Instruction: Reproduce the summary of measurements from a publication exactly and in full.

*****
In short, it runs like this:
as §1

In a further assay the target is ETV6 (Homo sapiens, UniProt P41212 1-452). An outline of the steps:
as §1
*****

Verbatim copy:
In short, it runs like this:
as §1

In a further assay the target is ETV6 (Homo sapiens, UniProt P41212 1-452). An outline of the steps:
as §1